But, I think we digress from the original poster's question: How long can a unit be on cooldown (turning gear) without causing excessive damage to turbine bucket dovetails? And, again, the OEM has published information about that, and my recommendation was that the minimum amount of time should be as described while asking the original poster for how long they would expect to operate the turbine on turning gear. So, it was decided to provide some background information on the minimum time (since most sites these days want to minimize the cooldown time to minimize electrical consumption) and refer the original poster to the OEM guidelines for their turbine(s) so they can decide if they've been or plan to be excessive in their turning gear operation.

There's little benefit in operating the unit on turning gear indefinitely--which many sites used to do, just to keep the unit ready to start at a moment's notice. It just wastes energy (which does cost money), and if left on for excessive amounts of time can cause wear and damage to the bucket dovetails. A lot of sites believe they MUST operate the unit on turning gear for some minimum period of time before initiating a START, and while it's advisable to do so--it's not required. Unless the turbine has been sitting for several weeks at zero speed it's not absolutely necessary. (If it was, it would be programmed into the START sequence.) If the turbine has only been at zero speed for a day or three or four there's really no need to put the turbine on cooldown before starting. The vibration might be a little higher than normal during acceleration, but it will soon settle out. But, if the turbine has been sitting at zero speed for weeks, or months, it's absolutely advisable to put the unit on turning gear for a few hours before initiating a START; the axial compressor shaft will have deformed very slightly under its own weight having sat at one position for so long. Cooldown operation will help to reduce the sag so reduce the vibrations during starting--but they will still likely be a little higher than normal anyway, or higher than a unit which had only been at zero speed for a day or four before initiating a START.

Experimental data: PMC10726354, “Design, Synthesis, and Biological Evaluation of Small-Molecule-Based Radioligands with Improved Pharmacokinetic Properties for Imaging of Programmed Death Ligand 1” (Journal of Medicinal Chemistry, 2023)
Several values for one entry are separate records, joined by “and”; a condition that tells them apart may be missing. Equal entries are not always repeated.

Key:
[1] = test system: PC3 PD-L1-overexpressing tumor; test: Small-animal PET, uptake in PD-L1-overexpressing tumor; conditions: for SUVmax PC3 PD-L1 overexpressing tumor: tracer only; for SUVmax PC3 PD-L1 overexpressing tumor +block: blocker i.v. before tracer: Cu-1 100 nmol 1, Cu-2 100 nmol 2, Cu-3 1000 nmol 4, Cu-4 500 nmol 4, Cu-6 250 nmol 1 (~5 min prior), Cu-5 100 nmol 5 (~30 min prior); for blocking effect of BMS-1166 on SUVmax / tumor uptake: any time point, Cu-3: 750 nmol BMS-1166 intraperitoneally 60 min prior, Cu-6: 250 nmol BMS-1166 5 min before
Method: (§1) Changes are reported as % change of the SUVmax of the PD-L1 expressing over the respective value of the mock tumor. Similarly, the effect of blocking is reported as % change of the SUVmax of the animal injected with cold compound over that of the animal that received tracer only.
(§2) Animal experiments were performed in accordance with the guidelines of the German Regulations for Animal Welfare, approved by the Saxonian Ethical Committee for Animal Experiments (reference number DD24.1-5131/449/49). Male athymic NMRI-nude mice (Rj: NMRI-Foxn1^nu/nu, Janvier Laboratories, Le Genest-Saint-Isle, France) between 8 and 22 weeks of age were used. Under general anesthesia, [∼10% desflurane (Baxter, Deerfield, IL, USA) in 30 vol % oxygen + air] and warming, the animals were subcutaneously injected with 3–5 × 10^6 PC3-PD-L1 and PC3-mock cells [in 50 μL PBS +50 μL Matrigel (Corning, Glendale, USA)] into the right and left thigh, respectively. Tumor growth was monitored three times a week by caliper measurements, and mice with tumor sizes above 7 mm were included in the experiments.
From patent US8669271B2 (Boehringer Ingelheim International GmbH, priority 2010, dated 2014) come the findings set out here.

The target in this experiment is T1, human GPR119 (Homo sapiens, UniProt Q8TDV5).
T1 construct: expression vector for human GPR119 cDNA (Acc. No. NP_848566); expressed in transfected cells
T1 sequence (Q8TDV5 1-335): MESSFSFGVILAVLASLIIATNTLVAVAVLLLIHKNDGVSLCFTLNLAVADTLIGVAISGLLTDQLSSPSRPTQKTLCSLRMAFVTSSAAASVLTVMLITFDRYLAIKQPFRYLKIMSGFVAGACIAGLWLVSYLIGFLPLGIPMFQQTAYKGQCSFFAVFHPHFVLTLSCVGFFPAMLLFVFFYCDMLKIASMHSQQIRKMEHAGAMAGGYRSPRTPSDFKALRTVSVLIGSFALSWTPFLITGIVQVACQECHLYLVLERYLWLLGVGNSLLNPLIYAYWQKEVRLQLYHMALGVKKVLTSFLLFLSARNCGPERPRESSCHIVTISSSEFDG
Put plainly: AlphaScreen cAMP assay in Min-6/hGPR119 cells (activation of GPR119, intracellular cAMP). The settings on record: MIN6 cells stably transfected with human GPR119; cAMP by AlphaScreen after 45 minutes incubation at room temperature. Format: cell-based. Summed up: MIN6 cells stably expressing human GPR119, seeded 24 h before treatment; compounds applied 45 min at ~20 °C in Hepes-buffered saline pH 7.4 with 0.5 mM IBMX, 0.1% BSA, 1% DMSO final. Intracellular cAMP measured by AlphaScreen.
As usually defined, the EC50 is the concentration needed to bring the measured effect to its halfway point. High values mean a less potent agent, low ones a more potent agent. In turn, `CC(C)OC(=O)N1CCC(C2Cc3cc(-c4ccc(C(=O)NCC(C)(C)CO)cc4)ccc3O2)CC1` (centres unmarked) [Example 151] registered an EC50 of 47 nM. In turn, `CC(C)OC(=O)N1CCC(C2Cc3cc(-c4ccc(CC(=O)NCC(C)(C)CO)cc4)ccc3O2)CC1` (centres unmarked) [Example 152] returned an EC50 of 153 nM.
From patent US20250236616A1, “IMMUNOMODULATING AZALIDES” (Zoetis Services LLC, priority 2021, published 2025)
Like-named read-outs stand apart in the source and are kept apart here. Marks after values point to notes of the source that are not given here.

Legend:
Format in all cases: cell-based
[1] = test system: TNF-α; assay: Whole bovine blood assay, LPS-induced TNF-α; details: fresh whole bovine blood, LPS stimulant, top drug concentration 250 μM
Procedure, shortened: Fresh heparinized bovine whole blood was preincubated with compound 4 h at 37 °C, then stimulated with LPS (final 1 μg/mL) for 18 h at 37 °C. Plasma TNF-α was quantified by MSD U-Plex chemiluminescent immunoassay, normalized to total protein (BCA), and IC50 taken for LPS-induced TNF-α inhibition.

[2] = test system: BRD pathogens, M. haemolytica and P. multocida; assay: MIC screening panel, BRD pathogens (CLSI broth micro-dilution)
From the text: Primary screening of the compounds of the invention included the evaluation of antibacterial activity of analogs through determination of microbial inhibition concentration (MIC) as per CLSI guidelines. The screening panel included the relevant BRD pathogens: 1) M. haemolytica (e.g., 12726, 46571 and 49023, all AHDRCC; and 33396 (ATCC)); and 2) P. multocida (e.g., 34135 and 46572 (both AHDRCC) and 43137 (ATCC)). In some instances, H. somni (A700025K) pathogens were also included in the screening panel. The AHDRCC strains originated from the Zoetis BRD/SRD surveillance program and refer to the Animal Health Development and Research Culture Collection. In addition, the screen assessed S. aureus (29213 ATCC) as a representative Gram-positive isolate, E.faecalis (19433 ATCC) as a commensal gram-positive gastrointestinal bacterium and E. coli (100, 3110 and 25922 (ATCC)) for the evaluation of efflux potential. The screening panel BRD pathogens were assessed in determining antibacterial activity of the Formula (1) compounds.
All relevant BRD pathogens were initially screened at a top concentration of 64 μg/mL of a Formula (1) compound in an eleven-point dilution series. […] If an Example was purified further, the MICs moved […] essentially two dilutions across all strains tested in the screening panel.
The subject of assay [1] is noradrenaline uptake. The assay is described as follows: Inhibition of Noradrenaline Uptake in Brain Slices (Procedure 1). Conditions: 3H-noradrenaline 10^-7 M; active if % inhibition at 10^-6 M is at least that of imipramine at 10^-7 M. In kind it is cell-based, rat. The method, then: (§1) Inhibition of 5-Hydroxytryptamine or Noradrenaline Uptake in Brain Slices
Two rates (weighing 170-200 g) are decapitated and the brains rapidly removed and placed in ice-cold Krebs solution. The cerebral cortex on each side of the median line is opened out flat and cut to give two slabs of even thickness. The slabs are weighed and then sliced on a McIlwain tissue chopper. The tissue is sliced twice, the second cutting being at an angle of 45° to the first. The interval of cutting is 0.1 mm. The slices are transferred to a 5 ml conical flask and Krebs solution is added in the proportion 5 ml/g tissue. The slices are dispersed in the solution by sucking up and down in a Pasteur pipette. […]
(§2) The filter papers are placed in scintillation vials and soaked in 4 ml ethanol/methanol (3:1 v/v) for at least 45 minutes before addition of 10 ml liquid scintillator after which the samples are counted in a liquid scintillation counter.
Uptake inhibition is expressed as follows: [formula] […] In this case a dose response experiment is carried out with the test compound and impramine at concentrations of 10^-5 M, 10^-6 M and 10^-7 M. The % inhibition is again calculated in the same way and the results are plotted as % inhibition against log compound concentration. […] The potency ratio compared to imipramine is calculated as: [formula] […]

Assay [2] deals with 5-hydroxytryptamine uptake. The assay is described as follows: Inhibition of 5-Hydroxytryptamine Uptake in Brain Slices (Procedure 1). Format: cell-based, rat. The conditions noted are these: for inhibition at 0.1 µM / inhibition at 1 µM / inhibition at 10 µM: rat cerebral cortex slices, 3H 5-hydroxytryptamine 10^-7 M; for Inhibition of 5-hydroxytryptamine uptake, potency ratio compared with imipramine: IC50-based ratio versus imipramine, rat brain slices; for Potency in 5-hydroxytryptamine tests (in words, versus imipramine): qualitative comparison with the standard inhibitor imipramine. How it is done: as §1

And, ambient temperatures have some effect on this as well.

Of course, the F-class turbines are an exception to this--and just about every other rule. As they are only two-bearing machines they have a much higher tendency to bow under their own weight at zero speed. They don't deflect as much as one would expect, but they do bow as quickly or quicker than their heavier-duty brethren. And, so cooldown operation before starting an F-class turbine is almost always recommended as they don't take rocking-and-rolling as well as their heavier-duty brethren, either.

sggoat, we try to be as responsive as possible to the original poster's stated questions and conditions as we can be. Of course, sometimes, not much information is provided--and, as in this case, it would have been better if the original poster had specified the amount of time they expect to have have left their Frame 9E on turning gear in order to give a more helpful answer.
I thought I was pretty specific in stating the references to 7Bs and 7F machines. I wanted only to give reference to these Frames so the poster might get a better idea of what they had - and could expect-I was assuming (maybe this was presumptuous) that the 9s would be similar.

All 12 Bs I was in charge of went by the third stage forward TCs being less than 250 deg F before ceasing TG operation. This Usually occurred after 24 hrs on TG. There was no cooldown oil supplied after stopping. The units might sit a month or 2 before being commanded to start. The TGs were operated once per week for 1 hour-this being the answer to the notorious third stage bucket rock problem - limiting TG operation while at least circulating the oil.

The F machines have yet to experience this problem severely, as they are too young, but the bucket gaps are getting wider as we speak-most of them are in combined cycle service, so they don't get a lot of TG time, but the Peaking Units are already experiencing wider bucket gaps.

Kudos to GE for finally realizing the need to spin these guys at a faster rate (30 RPM) so the buckets don't get a chance to 'rock'

This additional information is very useful, and would have been even more so had it been included with your earlier post.